A Giffen good is something people consume more of as its price rises, violating supply and demand. The most common example of a Giffen good is potatoes in the Irish potato famine – as the price of potatoes went up, people were poorer, and so consumed more potatoes. This strange outcome happens because the substitution effect (the substitution across goods as relative prices change) is outweighted by the income effect (the adjustments that occur because of the budget constraint).
Giffen goods are little more than curiosities, but they can help you understand one of the perverse implications of the poor design of the NSFR. The NSFR, which the Federal Banking Agencies put out for public comment in June, is designed to encourage banks to maintain a more liquid balance sheet. It establishes incentives that lead banks to shift from less to what it defines as more stable funding, and from less liquid to more liquid assets. A number of flaws were introduced in the design of the NSFR in the final round of revisions, when rushed horse trading between the jurisdictions on the Basel Committee superseded sound design. (For a comprehensive discussion of the NSFR and its many design flaws, see this TCH Research Note from July.) For one, the regulation was hijacked to make reverse repos more costly in an effort to make matched repo books more costly. Specifically, whereas before a bank was required to hold no stable funding to back an overnight reverse Treasury repo, after the change the bank needed to fund the reverse repo with 10 percent stable funding (long-term debt or equity).
The problem is that reverse Treasury repos (overnight loans backed by Treasury securities) are one of the safest and most liquid assets – a regulation designed to make banks want to be more liquid is being used to discourage investment in a highly liquid asset. The change made to the NSFR leads to a greater need for stable funding, which encourages banks to shift toward more liquid assets such as reverse repo; this is the income effect. Although the change also encourages banks to substitute away from reverse repos, it is easy to think of simple and plausible cases where the “income effect” dominates the “substitution effect.”
For instance, consider a bank that is backed by a fixed amount — $1 — of equity and whose size and balance sheet composition is determined exclusively by the regulations it complies with. In addition to equity, the bank is funded by long term debt and Treasury repo. The bank can invest in loans, reverse repos, and cash. The NSFR requires the bank to fund loans with long term debt or equity. Loans earn more than reverse repos which earn more than cash, and equity is more expensive than long-term debt, which is more expensive than repo.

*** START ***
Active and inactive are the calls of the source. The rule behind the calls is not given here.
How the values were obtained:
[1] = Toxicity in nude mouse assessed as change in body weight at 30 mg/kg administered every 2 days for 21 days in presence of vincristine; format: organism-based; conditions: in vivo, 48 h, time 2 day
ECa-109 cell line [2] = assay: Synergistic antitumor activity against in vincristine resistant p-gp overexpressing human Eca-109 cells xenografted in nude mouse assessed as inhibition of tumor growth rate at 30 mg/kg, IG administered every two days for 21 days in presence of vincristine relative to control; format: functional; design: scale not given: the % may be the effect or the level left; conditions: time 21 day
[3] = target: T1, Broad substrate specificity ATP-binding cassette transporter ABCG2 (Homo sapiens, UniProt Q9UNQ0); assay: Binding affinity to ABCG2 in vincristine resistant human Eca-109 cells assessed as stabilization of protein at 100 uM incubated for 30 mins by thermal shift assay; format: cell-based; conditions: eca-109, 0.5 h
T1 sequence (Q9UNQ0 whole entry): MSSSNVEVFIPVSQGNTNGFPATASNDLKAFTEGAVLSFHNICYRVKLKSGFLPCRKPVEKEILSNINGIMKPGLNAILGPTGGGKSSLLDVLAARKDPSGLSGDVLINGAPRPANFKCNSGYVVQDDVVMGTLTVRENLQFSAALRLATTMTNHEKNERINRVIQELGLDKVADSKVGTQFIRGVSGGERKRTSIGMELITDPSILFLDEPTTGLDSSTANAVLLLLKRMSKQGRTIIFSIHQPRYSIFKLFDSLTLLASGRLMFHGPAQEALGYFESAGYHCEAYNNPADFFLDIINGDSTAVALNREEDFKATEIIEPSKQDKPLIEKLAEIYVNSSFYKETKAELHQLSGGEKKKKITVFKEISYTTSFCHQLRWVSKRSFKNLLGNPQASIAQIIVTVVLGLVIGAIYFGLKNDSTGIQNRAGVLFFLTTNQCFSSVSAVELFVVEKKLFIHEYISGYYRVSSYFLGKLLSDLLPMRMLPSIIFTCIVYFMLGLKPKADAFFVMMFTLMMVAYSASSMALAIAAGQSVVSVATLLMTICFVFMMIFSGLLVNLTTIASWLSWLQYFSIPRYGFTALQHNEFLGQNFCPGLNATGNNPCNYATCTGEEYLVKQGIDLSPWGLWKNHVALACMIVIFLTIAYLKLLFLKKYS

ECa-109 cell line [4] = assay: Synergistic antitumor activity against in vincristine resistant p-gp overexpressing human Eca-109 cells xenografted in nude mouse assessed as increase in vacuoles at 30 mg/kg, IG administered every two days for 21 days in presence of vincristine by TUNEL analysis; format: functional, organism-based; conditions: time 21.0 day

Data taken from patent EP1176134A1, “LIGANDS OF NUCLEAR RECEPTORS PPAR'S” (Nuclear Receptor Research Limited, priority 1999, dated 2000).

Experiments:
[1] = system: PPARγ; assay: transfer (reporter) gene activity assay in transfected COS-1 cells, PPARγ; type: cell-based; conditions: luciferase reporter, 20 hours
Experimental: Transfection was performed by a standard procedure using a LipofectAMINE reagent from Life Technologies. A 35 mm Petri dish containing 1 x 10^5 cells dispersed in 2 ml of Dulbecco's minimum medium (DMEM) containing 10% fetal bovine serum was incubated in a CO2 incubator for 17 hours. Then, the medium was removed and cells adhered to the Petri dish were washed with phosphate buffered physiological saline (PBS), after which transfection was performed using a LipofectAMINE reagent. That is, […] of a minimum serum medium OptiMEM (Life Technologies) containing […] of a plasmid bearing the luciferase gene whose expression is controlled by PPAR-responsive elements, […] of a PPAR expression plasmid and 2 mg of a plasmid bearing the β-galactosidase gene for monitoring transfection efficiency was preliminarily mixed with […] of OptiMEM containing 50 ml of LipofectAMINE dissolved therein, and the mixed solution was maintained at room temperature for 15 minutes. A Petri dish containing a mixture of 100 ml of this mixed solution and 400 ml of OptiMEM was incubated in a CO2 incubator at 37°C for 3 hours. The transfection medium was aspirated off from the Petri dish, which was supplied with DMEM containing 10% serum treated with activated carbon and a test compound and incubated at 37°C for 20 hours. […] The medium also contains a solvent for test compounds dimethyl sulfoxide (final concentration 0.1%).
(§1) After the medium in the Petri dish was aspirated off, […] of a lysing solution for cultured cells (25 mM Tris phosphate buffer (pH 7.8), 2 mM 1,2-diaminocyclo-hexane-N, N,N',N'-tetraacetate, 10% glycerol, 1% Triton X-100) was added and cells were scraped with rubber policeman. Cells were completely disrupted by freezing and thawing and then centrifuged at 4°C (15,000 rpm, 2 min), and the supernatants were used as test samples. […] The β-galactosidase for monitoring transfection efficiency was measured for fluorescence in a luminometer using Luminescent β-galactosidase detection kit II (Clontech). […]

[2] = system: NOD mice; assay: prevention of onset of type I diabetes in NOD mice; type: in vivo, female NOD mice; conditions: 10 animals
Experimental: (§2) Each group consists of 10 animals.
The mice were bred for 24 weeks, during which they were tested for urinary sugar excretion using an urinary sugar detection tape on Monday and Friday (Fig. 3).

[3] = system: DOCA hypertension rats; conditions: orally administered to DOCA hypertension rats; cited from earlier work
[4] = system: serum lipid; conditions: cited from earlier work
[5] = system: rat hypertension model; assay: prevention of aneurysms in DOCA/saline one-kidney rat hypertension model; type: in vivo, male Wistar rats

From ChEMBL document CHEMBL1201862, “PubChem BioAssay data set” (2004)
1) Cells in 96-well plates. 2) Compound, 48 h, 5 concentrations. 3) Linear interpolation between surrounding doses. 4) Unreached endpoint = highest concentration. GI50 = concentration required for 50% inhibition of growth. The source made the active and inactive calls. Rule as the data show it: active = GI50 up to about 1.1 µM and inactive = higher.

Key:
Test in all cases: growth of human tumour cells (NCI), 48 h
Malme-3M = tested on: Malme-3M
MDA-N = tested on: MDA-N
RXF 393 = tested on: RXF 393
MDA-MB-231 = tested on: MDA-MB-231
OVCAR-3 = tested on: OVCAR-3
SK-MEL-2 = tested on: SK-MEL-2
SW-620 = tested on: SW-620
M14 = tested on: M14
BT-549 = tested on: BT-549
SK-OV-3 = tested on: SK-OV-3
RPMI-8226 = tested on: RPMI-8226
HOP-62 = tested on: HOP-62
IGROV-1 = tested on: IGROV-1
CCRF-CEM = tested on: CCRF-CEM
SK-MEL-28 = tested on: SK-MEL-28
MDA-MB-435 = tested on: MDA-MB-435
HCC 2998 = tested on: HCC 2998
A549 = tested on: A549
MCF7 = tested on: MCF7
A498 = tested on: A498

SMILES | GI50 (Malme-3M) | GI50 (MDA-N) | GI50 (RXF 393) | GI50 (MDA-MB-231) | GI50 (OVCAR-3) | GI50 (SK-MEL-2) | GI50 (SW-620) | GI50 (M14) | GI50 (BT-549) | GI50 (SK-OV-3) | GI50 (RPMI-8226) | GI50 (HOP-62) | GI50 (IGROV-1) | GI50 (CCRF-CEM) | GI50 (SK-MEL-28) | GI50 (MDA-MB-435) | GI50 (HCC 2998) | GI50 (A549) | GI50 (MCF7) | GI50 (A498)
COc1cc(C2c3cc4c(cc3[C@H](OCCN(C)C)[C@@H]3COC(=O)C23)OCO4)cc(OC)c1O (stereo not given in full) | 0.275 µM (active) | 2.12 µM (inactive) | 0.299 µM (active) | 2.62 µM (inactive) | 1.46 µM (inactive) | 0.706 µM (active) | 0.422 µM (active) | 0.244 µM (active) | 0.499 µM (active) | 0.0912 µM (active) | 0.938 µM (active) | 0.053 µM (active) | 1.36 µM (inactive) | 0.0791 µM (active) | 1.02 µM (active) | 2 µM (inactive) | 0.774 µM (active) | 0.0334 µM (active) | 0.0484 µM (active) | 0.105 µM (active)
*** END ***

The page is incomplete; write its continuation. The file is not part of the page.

1. Size is determined by a leverage ratio requirement of 10 percent. Equity divided by assets equals 10 percent, so assets equal $10.
2. Long-term debt and repo are determined by a “total loss-absorbing capital” or “TLAC” requirement, which requires the bank to have long-term debt equal to 10 percent of assets, so long-term debt equals $1. Because liabilities have to equal assets minus equity, repo equals $8.
3. Now suppose the NSFR requires loans to be backed entirely by stable funding but requires no stable funding for reverse Treasury repos (the requirement before the final round of revisions). Equity and long-term debt count as stable funding but repo does not. The bank would extend $2 in loans and $8 in reverse repo (assuming that cash earns a substantially lower return than reverse repo, then the bank would hold no cash.)
3’. But suppose instead that the NSFR required 10 percent stable funding for reverse Treasury repos (the current proposal). The bank would make $1.10 in loans, cutting its lending nearly in half, and $8.90 in reverse repo, an 11 percent increase.
In this case, assuming simply that the bank complies with regulations, raising the stable funding requirement on reverse repo, a change that is intended to discourage reverse repo, would result in more reverse repo and less lending.